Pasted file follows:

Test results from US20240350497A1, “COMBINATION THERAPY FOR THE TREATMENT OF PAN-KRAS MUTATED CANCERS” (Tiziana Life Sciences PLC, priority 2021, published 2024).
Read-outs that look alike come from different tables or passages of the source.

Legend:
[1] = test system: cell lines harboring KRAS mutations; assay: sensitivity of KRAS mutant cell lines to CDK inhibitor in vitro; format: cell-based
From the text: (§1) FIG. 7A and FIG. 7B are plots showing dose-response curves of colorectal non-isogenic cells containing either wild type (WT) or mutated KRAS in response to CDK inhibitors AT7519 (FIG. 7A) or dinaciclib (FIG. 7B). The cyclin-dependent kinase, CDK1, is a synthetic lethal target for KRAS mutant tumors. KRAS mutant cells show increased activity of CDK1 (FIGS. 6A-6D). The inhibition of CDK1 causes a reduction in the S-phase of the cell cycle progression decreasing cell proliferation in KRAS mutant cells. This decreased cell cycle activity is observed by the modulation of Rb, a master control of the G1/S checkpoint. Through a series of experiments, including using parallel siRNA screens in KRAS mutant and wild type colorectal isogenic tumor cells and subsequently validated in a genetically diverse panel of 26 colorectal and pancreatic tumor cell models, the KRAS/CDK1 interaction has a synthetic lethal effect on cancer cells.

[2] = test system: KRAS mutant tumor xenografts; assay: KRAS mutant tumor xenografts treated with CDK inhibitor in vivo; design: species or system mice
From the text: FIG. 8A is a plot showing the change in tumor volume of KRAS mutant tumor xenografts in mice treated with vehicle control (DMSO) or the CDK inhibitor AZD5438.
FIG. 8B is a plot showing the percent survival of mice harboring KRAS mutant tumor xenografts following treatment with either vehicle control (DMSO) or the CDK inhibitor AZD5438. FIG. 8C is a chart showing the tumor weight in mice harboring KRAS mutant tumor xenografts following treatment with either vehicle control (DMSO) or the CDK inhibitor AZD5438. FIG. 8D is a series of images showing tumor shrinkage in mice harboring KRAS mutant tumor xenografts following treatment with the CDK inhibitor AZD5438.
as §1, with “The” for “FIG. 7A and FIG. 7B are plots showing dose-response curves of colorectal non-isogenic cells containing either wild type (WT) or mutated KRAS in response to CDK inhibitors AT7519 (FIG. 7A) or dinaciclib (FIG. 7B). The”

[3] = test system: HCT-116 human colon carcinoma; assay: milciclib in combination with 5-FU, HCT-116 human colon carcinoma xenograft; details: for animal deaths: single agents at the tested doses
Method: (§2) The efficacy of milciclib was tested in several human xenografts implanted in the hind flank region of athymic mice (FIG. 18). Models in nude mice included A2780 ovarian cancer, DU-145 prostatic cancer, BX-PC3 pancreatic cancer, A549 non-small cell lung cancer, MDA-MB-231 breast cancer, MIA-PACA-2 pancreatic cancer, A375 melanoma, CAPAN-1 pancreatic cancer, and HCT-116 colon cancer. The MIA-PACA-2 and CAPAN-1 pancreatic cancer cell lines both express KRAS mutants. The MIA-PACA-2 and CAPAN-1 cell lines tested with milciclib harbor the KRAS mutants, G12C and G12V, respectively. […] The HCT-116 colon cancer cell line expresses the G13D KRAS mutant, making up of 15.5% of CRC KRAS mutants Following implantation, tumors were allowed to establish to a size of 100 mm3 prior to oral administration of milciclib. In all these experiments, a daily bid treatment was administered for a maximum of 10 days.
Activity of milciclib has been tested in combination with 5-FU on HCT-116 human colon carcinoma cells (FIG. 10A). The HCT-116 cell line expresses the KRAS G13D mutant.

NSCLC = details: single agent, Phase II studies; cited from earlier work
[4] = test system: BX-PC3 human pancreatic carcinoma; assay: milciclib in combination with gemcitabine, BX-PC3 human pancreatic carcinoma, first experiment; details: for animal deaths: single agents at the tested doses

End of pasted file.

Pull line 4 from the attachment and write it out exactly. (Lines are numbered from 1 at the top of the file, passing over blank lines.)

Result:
[1] = test system: cell lines harboring KRAS mutations; assay: sensitivity of KRAS mutant cell lines to CDK inhibitor in vitro; format: cell-based